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Marinated and Grilled Flank Steak

By: Susie Bulloch (
4.85 from 32 votes
Marinated and grilled flank steak is a simple, yet incredibly flavorful way to prepare a flank steak. The rosemary balsamic marinade is mouthwatering.
Prep Time10 minutes
Cook Time10 minutes
Marinating Time2 hours
Total Time2 hours 20 minutes
Servings4 people



  • 1 1.5-2 pound flank steak

Rosemary Balsamic Marinade

  • 1/2 cup olive oil
  • 1 1/2 teaspoons Kosher salt
  • 1 1/2 teaspoons black pepper
  • 1/4 cup brown sugar
  • 2 Tablespoons Worcestershire sauce
  • 1/4 cup balsamic vinegar
  • 5 cloves garlic minced
  • 1 teaspoon crushed red pepper flakes
  • 2-3 sprigs fresh rosemary


  • Make marinade. In a gallon zip top bag, combine all of the ingredients for the rosemary balsamic marinade. Zip the top, then toss gently until all of the salt and sugar granules are dissolved.
    1/2 cup olive oil, 1 1/2 teaspoons Kosher salt, 1 1/2 teaspoons black pepper, 1/4 cup brown sugar, 2 Tablespoons Worcestershire sauce, 1/4 cup balsamic vinegar, 5 cloves garlic, 1 teaspoon crushed red pepper flakes, 2-3 sprigs fresh rosemary
  • Marinate steaks. Place the flank steak in the marinade, press out any excess air from the bag, and seal tightly. Using your hands, massage the marinade around the meat to ensure it is evenly covered. Refrigerate for at least 2 hours, or up to 24 hours.
    1 1.5-2 pound flank steak
  • Grill steaks. Preheat your grill for direct heat grilling at 450 degrees F. Grill the steak for 4-5 minutes per side, or until an internal thermometer reads 130-135 degrees F for medium rare or around 145 degrees for medium. Remove the steak from the grill to a cutting board and allow to rest for 10-15 minutes.
  • Slice, serve, and enjoy. Slice the steak into thin strips against the grain (perpendicular to the long strands of muscle) and enjoy.


Calories: 248kcal | Carbohydrates: 2g | Protein: 1g | Fat: 27g | Saturated Fat: 4g | Cholesterol: 1mg | Sodium: 10mg | Potassium: 35mg | Fiber: 1g | Sugar: 1g | Vitamin A: 148IU | Vitamin C: 1mg | Calcium: 10mg | Iron: 1mg

Nutrition information is automatically calculated, so should only be used as an approximation.

Like this? Leave a comment below!

**This post was originally published in June 2018, but we recently updated it with more information and helpful tips. However, the recipe remains the same.



Susie is the BBQ Brain behind the Hey Grill Hey website. Her passion for smoked meats and developing fun, new recipes have landed her on the Food Network, cooking turkeys with Shaq, and on a couple of Guinness World Records. When she’s not grilling, she is hanging out with Todd and their three kids, preferably outdoors!

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Recipe Rating

Reader Reviews

80 Reviews

  1. Bob says:

    I grill or pan fry flank steak frequently. It’s one of my favorite cuts. I don’t know what it is about flank steak, but my experience over the past 48 years of grilling is different from your claim: Since the steak is so thin, it cooks up incredibly quickly.I’m not sure why, but compared to other cuts, even something like a 2 inch thick rib-eye steak, a flank steak always comes out more rare than expected in the center.I’m talking about the kind of grilling where you go by appearance of the char and use what you think is a “normal” cooking time and heat level aided by giving the steak a poke to judge how done it is.I’ve grilled so many steaks that I’ve developed a pretty good feel for how much time and temperature I need for a good char on the outside without over cooking the center. Usually that involves pulling a steak off the very high heat when it looks good and spending only a few minutes on lower heat to get the center to medium-rare. But I have learned that flank steak seems to like several minutes additional cooking on a lower heat area of the grill after the outside is perfect. In other words, I’d say a flank steak cooks more slowly than normal for reasons I don’t understand. Another even thinner steak is the skirt steak. For some reason it actually does cook up very quickly, perhaps because it really is so thin. Getting a good char and a medium rare interior is a challenge and requires high heat and zero extra time cooking over lower heat even though it’s quite similar to the flank steak. A good thermometer can help avoid any unpleasant surprises when cooking flank steaks.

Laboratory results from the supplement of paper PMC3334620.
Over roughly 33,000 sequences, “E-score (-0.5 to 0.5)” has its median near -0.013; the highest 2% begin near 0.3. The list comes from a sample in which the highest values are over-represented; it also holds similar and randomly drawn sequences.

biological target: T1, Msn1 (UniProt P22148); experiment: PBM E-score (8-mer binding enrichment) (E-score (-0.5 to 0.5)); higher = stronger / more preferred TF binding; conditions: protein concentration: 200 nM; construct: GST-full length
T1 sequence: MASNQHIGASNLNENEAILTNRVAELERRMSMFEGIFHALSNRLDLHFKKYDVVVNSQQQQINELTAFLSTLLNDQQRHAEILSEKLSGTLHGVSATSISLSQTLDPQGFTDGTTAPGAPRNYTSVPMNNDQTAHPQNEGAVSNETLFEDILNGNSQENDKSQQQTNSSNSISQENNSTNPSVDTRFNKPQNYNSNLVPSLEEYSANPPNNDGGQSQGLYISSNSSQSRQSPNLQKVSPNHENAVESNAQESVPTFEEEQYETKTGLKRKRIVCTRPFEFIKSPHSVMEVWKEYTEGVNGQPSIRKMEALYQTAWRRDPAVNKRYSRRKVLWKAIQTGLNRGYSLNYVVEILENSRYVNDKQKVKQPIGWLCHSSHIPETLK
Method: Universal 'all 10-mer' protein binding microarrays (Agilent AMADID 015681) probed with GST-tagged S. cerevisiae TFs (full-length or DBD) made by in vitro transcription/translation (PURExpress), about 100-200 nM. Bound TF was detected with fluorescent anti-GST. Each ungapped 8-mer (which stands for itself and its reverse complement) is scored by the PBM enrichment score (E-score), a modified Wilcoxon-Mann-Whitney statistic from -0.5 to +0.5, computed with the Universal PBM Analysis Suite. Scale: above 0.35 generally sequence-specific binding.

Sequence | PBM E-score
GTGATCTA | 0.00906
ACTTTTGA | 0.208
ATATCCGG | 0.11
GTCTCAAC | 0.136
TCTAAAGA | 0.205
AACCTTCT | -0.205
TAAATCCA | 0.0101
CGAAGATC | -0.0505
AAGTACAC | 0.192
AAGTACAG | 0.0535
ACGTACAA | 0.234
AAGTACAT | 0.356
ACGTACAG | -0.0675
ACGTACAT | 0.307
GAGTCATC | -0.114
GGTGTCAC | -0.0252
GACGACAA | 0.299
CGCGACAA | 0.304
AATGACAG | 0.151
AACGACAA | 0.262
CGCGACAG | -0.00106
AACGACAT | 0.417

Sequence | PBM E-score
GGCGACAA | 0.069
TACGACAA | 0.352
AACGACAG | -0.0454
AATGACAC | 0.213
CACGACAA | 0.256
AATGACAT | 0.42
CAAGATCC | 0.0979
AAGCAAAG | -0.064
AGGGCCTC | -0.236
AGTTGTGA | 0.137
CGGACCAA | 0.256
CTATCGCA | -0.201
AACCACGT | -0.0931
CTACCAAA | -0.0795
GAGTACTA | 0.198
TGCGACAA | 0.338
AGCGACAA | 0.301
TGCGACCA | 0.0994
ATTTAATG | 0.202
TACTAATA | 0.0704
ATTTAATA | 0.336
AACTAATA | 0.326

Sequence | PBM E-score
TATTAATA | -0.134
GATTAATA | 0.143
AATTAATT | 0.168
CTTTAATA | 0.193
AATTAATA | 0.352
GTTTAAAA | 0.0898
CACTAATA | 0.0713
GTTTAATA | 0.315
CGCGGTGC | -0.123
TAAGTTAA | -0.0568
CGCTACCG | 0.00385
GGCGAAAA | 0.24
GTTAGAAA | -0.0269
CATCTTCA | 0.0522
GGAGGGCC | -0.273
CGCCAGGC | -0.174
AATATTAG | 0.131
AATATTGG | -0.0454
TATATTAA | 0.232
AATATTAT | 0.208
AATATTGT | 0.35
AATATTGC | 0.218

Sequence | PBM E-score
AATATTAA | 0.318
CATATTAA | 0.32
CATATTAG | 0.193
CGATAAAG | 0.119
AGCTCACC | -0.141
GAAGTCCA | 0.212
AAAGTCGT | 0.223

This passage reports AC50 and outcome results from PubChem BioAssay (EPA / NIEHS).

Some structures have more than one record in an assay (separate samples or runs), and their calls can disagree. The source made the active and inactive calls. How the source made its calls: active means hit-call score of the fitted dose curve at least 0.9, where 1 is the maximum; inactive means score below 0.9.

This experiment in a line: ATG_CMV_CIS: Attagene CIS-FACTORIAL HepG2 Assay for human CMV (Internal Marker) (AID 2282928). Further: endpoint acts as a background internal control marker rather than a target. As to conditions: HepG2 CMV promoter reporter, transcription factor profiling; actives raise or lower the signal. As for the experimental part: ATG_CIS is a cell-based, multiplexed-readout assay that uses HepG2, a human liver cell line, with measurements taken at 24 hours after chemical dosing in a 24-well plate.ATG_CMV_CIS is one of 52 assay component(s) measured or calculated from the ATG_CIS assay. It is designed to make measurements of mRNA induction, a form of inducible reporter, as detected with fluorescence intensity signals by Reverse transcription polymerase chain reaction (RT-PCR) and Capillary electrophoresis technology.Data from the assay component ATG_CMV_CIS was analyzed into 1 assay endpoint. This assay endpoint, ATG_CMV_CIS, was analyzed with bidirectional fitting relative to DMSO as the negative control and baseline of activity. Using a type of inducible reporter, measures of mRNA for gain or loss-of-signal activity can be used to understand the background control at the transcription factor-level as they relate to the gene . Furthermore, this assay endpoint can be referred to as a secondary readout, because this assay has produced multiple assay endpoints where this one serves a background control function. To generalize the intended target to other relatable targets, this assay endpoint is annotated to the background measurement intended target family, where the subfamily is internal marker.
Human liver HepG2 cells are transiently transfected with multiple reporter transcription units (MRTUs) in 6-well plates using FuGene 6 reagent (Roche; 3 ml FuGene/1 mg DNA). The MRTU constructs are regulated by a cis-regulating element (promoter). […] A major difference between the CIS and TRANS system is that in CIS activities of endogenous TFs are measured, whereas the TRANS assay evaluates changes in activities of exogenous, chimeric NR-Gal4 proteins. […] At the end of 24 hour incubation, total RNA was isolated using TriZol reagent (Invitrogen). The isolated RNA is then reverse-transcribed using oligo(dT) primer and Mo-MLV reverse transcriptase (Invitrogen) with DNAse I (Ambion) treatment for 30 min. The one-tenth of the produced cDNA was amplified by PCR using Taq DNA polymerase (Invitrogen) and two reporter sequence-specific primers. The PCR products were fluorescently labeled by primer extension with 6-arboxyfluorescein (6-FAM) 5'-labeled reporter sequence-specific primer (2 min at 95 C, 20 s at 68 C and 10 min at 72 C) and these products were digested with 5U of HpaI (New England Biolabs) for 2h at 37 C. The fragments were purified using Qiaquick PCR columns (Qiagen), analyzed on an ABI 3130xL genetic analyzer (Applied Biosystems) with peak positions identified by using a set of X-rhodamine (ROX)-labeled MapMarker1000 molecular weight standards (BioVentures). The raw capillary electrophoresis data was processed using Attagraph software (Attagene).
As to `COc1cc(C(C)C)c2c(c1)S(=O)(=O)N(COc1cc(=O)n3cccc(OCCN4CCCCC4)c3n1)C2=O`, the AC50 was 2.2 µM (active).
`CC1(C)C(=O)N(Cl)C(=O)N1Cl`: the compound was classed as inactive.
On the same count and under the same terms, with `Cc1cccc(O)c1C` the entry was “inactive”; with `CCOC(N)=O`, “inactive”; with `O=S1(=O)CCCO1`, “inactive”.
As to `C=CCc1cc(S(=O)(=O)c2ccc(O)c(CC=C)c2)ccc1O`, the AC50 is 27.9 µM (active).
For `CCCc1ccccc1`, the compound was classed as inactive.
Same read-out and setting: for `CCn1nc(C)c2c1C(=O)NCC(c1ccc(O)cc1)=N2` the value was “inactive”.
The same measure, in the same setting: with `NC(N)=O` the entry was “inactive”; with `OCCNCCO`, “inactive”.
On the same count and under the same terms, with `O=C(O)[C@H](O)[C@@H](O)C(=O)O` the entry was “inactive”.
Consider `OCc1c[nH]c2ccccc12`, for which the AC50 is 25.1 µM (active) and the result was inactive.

2. Julie says:

    Please don’t marinate meat with anything acidic for longer than 15 minutes. It will ruin the texture. Better to put it on the meat toward the end or immediately after. A good reference for general cooking would be the Netflix doc – Salt, Fat, Acid, Heat.

  3. Ashley S. says:

    I’ve used so many of your recipes that I don’t know why I haven’t reviewed before now. This recipe, and every other recipe from your site that I’ve tried, is spot on. Thank you so much!

  4. Sally says:

    I want to cut my flank steak in half before grilling. There is only 2 of us so I will freeze half to cook some other time. When cutting in half should I do it along or against the grain? Thanks!

    1. Hey Grill Hey says:

      Cut it however it’s most convenient for you!

  5. Bill M says:

    Only had time to marinate for 2 hours. Great recipe! My family loved it.

  6. Marie says:

    This recipe is a win with my family!! Easy and tastes great. Has been a “go to” recipe for over a year now.

  7. Kevin Oliva says:

    I loved it. My wife loved the flavor, but doesn’t like flank steak. Can you recommend a leaner cut that this would go good on?

    1. Hey Grill Hey says:

      This would be a great marinade for any beef!

  8. Angel says:

    Absolutely wonderful!! Made exactly to recipe. However, realized when unpacking the steak, it was a flat iron. Still perfect!!